12. This step is scary. Run a file Search for wss in your c:windows folder. Delete EVERYTHING that might pertain to wss (but NOT things that are iffy like wssoc.dll and wssbrand.dll which both apply to Windows Storage Services) Repeat using the following searches (there will be lots of stuff in the Windowsinf folder to delete):
    – Sharepoint
    – OSS
    – [do NOT delete anything from the .Net 2.0 folders]
  13. Another scary step. Do the same thing with the registry (search and destroy). This will be much easier for you if you do NOT have SharePoint Designer (or Office 2007 Beta 2) installed, heh heh… I found and deleted the following keys (plus a few other similar ones):
    – Several keys under HKEY_CLASSES_ROOTCLSID that hit on a search for sharepoint like {000502B8-C8FE-43C0-B0D9-FD18AB931AE9}
    – and {0451E372-3698-44A4-B7EE-C7B7F448C609}
    – and {04971529-2F83-4173-BD6C-244A897E5A0B}
    – and a whole bunch more… you get the idea. actually, i skipped some of those too, because it was taking too long. the key guid names might be different for you.
    – Roughly 30 Microsoft.Sharepoint.* String Values in the following key: HKEY_CLASSES_ROOTInstallerAssembliesGlobal
    – HKEY_CLASSES_ROOTInstallerPatches (the whole key)
    – every key ending in F01FEC found under the following key: HKEY_CLASSES_ROOTInstallerProducts to clean up Add/Remove Programs (I found a bunch of weird things got inserted into here because of something I did during this process… you might not have a bunch of entries to delete here)
    – every key ending in F01FEC under the following key: HKEY_CLASSES_ROOTInstallerUpgradeCodes
    – All Microsoft.Office.Server.* and Microsoft.Sharepoint.* keys from HKEY_CLASSES_ROOT
    – All OSearch.* keys from HKEY_CLASSES_ROOT
    – HKEY_CLASSES_ROOTRecord{0641D69F-CD7A-3EB5-89B8-2A1741786A64} and all similarly prefixed keys that hit on a search for sharepoint
    – All HKEY_CLASSES_ROOTSharePoint.* keys
    – All HKEY_CLASSES_ROOTSPSearch.* keys
  14. Reboot and hope for the best.

Try running the setup again from your local folder. After doing the above steps, I followed the instructions here: http://www.sharepointblogs.com/files/12210/download.aspx with the following exceptions:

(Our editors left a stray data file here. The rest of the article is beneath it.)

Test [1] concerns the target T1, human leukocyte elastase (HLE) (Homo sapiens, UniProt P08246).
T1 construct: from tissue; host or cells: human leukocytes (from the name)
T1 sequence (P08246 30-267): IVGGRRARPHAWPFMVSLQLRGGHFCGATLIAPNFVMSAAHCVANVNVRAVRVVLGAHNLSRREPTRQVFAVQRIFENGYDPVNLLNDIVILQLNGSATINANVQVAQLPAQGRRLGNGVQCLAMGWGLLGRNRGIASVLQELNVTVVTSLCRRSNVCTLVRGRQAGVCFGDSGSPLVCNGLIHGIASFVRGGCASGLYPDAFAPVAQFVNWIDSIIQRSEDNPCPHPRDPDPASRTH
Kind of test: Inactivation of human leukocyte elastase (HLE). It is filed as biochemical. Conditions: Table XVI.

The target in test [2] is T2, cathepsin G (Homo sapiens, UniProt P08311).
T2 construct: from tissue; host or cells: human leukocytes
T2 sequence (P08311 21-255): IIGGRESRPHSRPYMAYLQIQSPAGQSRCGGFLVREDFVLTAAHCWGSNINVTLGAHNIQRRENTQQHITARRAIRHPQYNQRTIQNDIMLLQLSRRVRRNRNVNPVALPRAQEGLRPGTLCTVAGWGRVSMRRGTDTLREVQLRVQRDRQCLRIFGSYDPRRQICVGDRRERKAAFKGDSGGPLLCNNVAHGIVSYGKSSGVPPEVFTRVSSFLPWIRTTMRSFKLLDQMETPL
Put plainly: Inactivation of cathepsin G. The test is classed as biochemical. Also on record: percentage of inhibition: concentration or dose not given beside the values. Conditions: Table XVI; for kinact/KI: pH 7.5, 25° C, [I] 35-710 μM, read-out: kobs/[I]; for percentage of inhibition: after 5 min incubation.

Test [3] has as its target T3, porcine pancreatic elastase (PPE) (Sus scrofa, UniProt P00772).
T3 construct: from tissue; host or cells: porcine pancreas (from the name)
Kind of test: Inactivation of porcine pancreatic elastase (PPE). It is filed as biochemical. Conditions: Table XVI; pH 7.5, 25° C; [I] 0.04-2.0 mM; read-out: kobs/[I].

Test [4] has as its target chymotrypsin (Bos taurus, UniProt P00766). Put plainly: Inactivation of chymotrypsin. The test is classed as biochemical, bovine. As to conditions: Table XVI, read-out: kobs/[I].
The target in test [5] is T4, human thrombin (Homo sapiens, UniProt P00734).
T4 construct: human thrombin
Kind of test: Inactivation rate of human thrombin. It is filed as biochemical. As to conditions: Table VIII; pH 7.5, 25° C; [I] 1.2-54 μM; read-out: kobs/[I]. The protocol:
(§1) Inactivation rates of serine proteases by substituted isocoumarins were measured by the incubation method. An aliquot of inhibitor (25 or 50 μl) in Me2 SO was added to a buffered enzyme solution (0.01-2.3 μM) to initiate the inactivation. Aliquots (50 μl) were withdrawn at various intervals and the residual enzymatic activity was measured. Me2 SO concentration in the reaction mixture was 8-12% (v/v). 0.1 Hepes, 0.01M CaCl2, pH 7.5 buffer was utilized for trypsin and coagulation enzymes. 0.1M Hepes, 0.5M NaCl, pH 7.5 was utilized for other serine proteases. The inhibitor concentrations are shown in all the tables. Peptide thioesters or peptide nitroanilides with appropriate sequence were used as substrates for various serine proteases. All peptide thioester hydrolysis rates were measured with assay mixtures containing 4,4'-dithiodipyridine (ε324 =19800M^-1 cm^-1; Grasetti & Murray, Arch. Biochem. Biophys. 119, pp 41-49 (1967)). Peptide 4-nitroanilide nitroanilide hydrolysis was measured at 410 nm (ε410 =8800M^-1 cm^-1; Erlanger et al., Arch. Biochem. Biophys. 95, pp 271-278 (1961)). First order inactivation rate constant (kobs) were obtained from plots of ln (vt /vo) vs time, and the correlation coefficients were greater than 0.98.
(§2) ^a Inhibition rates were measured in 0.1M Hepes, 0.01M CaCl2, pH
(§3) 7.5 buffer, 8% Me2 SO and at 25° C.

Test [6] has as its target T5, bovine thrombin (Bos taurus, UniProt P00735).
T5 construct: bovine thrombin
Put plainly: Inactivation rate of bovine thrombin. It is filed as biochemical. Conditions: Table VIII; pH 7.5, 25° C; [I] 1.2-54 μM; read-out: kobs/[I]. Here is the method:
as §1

• During the Advanced setup, I had to take a couple extra steps in the Config Wizard because it couldn’t determine if the server was joined to a Farm or not. I got an error, but clicked OK, and the Config Wizard let me disconnect from the unknown farm. Then I just re-ran the Config Wizard and, much to my amazement, I was in business.
  • I did not use SQL2000 SP4 as the instructions did. I used a fresh new instance of SQL Sever Express by running the SQL Server Express Setup. I could have reused the OFFICESERVERS instance left over from the Basic installation I did a while ago, but I wanted a clean slate. In creating the new instance, I specified the [machine]administrator account (the same account used to install MOSS) to be the sql service account. Once my new instance was installed, I completed the Advanced Setup and just put in my settings like the example – using [Machine][New Instance Name] for the Database Server field.

Cleaning up:

  • If you have errors running the setup again, double check that the folder C:Program FilesCommon FilesMicrosoft Sharedweb server extensions12 is truly deleted. At one point I had an error about not being able to upgrade WSS because the database [which didn’t actually exist] was larger than 4GB… after poking around I found that the folder mentioned had mysteriously re-appeared! Maybe because I ran the setup again somewhere in there as I was experimenting… or something.
  • I must have gotten too zealous in the registry because I couldn’t launch Word 2007 Beta 2 after I was done. It said that it wasn’t installed for this user. So, I’ll just have to re-run the setup and do a repair. That should fix it.
  • If I have overlooked anything or left anything out, PLEASE let me know! Thanks!

Your time might be better spent just rebuilding the server from scratch. But if that is the route you need to avoid at all costs, hopefully, this will help you get back on your feet.

Other Resources: